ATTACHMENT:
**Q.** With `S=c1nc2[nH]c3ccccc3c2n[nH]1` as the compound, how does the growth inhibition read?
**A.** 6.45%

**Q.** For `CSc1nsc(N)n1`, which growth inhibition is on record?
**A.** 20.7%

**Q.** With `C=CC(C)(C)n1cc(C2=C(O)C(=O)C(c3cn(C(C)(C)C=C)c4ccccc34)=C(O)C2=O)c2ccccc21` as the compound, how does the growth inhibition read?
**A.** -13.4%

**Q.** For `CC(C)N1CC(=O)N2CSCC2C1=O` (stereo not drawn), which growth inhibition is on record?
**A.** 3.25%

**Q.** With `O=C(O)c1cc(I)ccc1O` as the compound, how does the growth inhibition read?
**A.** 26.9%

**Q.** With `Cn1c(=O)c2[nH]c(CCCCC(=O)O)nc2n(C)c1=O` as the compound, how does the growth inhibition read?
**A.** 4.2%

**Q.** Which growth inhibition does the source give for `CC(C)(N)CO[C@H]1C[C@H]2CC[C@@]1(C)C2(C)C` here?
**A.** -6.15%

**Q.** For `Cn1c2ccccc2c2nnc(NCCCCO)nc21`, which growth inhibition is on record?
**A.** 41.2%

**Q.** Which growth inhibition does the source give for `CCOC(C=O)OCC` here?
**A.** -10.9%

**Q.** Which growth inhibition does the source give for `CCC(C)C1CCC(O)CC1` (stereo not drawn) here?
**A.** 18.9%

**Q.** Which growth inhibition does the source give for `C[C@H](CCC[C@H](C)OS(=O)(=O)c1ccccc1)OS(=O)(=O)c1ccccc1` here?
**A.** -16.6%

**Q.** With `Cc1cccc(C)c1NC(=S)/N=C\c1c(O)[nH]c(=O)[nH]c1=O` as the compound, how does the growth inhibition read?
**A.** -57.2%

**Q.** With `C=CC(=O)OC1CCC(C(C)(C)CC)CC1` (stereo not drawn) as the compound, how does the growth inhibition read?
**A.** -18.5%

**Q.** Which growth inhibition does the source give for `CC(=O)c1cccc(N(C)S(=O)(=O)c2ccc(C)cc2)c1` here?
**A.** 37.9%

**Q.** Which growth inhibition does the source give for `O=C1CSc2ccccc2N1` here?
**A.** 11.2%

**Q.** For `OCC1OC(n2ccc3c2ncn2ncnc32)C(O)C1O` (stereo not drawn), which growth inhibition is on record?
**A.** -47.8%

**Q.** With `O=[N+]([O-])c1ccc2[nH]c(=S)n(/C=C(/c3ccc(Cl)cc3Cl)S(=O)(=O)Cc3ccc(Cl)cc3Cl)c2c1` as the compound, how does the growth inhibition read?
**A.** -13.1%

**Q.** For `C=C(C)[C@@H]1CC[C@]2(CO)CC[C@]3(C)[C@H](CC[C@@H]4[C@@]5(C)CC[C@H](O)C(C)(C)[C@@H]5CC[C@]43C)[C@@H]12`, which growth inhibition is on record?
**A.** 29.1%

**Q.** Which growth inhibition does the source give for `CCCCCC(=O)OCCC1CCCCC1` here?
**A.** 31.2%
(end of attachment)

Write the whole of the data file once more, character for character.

**Q.** With `S=c1nc2[nH]c3ccccc3c2n[nH]1` as the compound, how does the growth inhibition read?
**A.** 6.45%

**Q.** For `CSc1nsc(N)n1`, which growth inhibition is on record?
**A.** 20.7%

**Q.** With `C=CC(C)(C)n1cc(C2=C(O)C(=O)C(c3cn(C(C)(C)C=C)c4ccccc34)=C(O)C2=O)c2ccccc21` as the compound, how does the growth inhibition read?
**A.** -13.4%

**Q.** For `CC(C)N1CC(=O)N2CSCC2C1=O` (stereo not drawn), which growth inhibition is on record?
**A.** 3.25%

**Q.** With `O=C(O)c1cc(I)ccc1O` as the compound, how does the growth inhibition read?
**A.** 26.9%

**Q.** With `Cn1c(=O)c2[nH]c(CCCCC(=O)O)nc2n(C)c1=O` as the compound, how does the growth inhibition read?
**A.** 4.2%

**Q.** Which growth inhibition does the source give for `CC(C)(N)CO[C@H]1C[C@H]2CC[C@@]1(C)C2(C)C` here?
**A.** -6.15%

**Q.** For `Cn1c2ccccc2c2nnc(NCCCCO)nc21`, which growth inhibition is on record?
**A.** 41.2%

**Q.** Which growth inhibition does the source give for `CCOC(C=O)OCC` here?
**A.** -10.9%

**Q.** Which growth inhibition does the source give for `CCC(C)C1CCC(O)CC1` (stereo not drawn) here?
**A.** 18.9%

**Q.** Which growth inhibition does the source give for `C[C@H](CCC[C@H](C)OS(=O)(=O)c1ccccc1)OS(=O)(=O)c1ccccc1` here?
**A.** -16.6%

**Q.** With `Cc1cccc(C)c1NC(=S)/N=C\c1c(O)[nH]c(=O)[nH]c1=O` as the compound, how does the growth inhibition read?
**A.** -57.2%

**Q.** With `C=CC(=O)OC1CCC(C(C)(C)CC)CC1` (stereo not drawn) as the compound, how does the growth inhibition read?
**A.** -18.5%

**Q.** Which growth inhibition does the source give for `CC(=O)c1cccc(N(C)S(=O)(=O)c2ccc(C)cc2)c1` here?
**A.** 37.9%

**Q.** Which growth inhibition does the source give for `O=C1CSc2ccccc2N1` here?
**A.** 11.2%

**Q.** For `OCC1OC(n2ccc3c2ncn2ncnc32)C(O)C1O` (stereo not drawn), which growth inhibition is on record?
**A.** -47.8%

**Q.** With `O=[N+]([O-])c1ccc2[nH]c(=S)n(/C=C(/c3ccc(Cl)cc3Cl)S(=O)(=O)Cc3ccc(Cl)cc3Cl)c2c1` as the compound, how does the growth inhibition read?
**A.** -13.1%

**Q.** For `C=C(C)[C@@H]1CC[C@]2(CO)CC[C@]3(C)[C@H](CC[C@@H]4[C@@]5(C)CC[C@H](O)C(C)(C)[C@@H]5CC[C@]43C)[C@@H]12`, which growth inhibition is on record?
**A.** 29.1%

**Q.** Which growth inhibition does the source give for `CCCCCC(=O)OCCC1CCCCC1` here?
**A.** 31.2%